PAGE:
Threatened species of the Lower Hunter region

The Lower Hunter region contains a diverse range of native habitats and is home to over 65 threatened entities. Learn more about who they are, why they are so important and what you can do to support them.

Small flower grevillea (Grevillea parviflora ssp parviflora)


Many plants at risk of extinction in the Hunter Valley are found nowhere else. From the tiny orchid to the towering eucalypt, plants are important sources of food and shelter for native animals.

Find out more about our plants



Regent honeyeater (Anthochaera phrygia)


A diverse range of bird species can be found in the Lower Hunter region, including the regent honeyeater and swift parrot. By pollinating plants, dispersing seeds, and eating insects, birds are vital to a healthy ecosystem.

Find out more about our birds



Koala (Phascolarctos cinereus), Heathcote National Park


Iconic species such as the koala and brush-tailed rock-wallaby are some of the threatened mammals found in the Hunter Valley. Bats, possums, and gliders are equally important species that pollinate our plants and help spread native seeds.

Find out more about our mammals



Green and Golden Bell Frog (Litoria aurea)


The insect-eating frogs of the Hunter Valley play a key role in controlling mosquitoes, flies, and spiders. Frogs are one of the most threatened animal groups in the world and are most easily identified by the sounds they make.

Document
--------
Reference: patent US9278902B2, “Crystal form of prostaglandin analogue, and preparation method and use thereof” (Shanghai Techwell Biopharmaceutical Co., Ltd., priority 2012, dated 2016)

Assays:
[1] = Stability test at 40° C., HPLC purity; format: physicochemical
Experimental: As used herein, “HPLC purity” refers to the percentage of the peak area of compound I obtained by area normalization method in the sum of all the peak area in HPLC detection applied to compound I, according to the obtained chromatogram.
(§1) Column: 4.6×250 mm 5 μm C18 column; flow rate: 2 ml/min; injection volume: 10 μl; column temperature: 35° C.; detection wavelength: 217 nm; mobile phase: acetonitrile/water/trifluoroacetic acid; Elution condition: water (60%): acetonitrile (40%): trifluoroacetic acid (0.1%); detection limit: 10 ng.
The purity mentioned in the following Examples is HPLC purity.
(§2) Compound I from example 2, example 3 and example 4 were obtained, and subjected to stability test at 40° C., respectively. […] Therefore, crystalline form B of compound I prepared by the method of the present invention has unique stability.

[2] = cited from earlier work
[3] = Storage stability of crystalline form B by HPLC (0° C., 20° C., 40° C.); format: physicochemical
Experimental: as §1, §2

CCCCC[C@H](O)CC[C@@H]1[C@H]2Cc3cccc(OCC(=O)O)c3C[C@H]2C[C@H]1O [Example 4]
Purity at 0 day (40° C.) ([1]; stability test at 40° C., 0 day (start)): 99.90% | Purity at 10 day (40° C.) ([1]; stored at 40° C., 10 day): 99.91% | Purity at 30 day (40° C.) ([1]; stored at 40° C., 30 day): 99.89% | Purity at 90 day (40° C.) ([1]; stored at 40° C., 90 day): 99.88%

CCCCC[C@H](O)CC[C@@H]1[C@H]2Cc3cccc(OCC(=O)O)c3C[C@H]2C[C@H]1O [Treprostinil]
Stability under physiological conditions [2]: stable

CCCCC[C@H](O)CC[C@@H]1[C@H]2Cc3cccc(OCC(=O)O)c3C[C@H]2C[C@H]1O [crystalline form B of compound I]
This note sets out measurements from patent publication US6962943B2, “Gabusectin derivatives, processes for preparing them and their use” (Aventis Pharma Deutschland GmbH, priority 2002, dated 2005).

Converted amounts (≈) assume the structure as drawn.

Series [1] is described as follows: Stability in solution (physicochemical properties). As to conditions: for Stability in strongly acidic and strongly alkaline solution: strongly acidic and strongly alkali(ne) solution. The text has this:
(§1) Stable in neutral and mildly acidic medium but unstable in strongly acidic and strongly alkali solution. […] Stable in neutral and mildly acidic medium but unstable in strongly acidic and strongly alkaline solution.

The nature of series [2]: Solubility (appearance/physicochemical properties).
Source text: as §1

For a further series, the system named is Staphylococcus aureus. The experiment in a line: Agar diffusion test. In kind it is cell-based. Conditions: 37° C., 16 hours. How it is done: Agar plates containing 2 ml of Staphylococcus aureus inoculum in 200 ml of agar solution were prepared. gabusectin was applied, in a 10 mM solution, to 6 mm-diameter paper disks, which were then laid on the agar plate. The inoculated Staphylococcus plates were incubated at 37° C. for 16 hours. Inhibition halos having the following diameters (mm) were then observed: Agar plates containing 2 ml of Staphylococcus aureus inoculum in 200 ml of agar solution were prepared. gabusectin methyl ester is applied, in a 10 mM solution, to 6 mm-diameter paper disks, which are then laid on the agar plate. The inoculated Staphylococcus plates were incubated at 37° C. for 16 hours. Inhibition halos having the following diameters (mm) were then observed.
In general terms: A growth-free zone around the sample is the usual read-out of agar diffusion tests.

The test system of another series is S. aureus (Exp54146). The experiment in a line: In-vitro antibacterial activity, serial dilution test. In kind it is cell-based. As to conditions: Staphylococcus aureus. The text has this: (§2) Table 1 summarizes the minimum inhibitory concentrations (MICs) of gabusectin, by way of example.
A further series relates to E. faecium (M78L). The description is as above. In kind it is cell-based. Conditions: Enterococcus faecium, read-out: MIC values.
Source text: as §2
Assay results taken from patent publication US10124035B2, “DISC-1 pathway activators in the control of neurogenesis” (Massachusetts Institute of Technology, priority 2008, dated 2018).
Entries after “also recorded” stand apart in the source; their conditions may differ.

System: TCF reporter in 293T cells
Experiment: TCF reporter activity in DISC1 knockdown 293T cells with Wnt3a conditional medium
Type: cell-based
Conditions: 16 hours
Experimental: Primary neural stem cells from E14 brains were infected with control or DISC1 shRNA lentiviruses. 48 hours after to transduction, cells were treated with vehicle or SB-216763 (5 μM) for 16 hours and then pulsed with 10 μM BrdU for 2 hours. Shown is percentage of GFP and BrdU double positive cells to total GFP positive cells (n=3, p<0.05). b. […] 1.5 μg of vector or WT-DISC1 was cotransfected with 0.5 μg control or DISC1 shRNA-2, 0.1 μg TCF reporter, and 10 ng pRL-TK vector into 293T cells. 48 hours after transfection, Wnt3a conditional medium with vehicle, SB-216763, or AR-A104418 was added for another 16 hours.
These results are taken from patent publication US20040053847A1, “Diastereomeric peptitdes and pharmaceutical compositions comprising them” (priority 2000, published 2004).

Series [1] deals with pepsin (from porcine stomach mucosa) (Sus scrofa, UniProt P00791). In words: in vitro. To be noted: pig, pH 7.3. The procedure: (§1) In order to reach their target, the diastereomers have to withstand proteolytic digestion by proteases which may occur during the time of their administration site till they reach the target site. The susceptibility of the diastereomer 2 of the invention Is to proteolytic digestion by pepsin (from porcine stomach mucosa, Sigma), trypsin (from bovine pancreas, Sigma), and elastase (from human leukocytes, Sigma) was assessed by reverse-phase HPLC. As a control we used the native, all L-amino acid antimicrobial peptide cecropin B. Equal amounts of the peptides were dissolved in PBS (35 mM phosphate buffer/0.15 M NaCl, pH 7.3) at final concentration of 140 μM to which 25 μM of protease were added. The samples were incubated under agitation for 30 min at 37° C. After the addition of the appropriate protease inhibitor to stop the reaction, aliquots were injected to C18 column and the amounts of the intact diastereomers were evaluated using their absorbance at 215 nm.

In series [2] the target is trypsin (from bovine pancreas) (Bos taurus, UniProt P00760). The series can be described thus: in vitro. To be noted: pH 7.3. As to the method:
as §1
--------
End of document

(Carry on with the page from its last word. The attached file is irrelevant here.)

Find out more about our frogs



River-Flat Eucalypt Forest on Coastal Floodplains of the New South Wales North Coast, Sydney Basin and South East Corner Bioregions

Threatened ecological communities

From coastal saltmarsh to lowland rainforest, the various landscapes of the Hunter Valley are home to unique and threatened ecological communities. Protecting these communities is vital to the survival of our threatened species.

Find out more about our threatened ecological communities



Regent Honeyeater (Anthochaera phrygia)Connection to Country

Aboriginal people have a strong spiritual, cultural, physical, and social connection to and custodianship of Country, including its fauna and flora. The lower Hunter Valley includes the lands of the Wonnarua, Awabakal and Worimi people, and it is also a stronghold for the critically endangered regent honeyeater.

Mindaribba Local Aboriginal Land Council have supported and participated in captive-bred regent honeyeaters being released into the wild on their lands within the Tomalpin woodlands.

Find out more about the Regent Honeyeater and its connection to Wonnarua Country:

Saving the Regent Honeyeater – YouTube